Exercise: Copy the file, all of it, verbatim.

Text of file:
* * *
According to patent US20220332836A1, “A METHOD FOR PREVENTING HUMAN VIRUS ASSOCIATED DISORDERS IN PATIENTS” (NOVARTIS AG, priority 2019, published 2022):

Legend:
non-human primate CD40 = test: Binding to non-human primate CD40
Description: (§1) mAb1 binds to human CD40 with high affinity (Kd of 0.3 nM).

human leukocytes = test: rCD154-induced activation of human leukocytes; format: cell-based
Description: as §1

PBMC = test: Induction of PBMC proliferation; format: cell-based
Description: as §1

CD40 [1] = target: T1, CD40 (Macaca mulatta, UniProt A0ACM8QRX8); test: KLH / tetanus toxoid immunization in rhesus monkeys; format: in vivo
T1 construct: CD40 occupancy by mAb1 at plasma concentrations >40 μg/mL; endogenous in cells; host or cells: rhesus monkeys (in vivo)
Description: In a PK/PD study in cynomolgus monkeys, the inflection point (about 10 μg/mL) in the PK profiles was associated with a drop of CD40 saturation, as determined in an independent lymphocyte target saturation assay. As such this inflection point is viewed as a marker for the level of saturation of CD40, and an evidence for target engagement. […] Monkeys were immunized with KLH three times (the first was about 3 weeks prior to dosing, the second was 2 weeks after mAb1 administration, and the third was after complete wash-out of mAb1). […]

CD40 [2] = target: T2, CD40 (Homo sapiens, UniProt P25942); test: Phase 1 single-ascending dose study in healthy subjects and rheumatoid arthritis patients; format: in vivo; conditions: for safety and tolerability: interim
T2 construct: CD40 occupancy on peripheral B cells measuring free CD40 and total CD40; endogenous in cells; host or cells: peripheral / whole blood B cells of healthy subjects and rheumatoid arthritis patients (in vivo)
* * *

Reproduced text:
According to patent US20220332836A1, “A METHOD FOR PREVENTING HUMAN VIRUS ASSOCIATED DISORDERS IN PATIENTS” (NOVARTIS AG, priority 2019, published 2022):

Legend:
non-human primate CD40 = test: Binding to non-human primate CD40
Description: (§1) mAb1 binds to human CD40 with high affinity (Kd of 0.3 nM).

human leukocytes = test: rCD154-induced activation of human leukocytes; format: cell-based
Description: as §1

PBMC = test: Induction of PBMC proliferation; format: cell-based
Description: as §1

CD40 [1] = target: T1, CD40 (Macaca mulatta, UniProt A0ACM8QRX8); test: KLH / tetanus toxoid immunization in rhesus monkeys; format: in vivo
T1 construct: CD40 occupancy by mAb1 at plasma concentrations >40 μg/mL; endogenous in cells; host or cells: rhesus monkeys (in vivo)
Description: In a PK/PD study in cynomolgus monkeys, the inflection point (about 10 μg/mL) in the PK profiles was associated with a drop of CD40 saturation, as determined in an independent lymphocyte target saturation assay. As such this inflection point is viewed as a marker for the level of saturation of CD40, and an evidence for target engagement. […] Monkeys were immunized with KLH three times (the first was about 3 weeks prior to dosing, the second was 2 weeks after mAb1 administration, and the third was after complete wash-out of mAb1). […]

CD40 [2] = target: T2, CD40 (Homo sapiens, UniProt P25942); test: Phase 1 single-ascending dose study in healthy subjects and rheumatoid arthritis patients; format: in vivo; conditions: for safety and tolerability: interim
T2 construct: CD40 occupancy on peripheral B cells measuring free CD40 and total CD40; endogenous in cells; host or cells: peripheral / whole blood B cells of healthy subjects and rheumatoid arthritis patients (in vivo)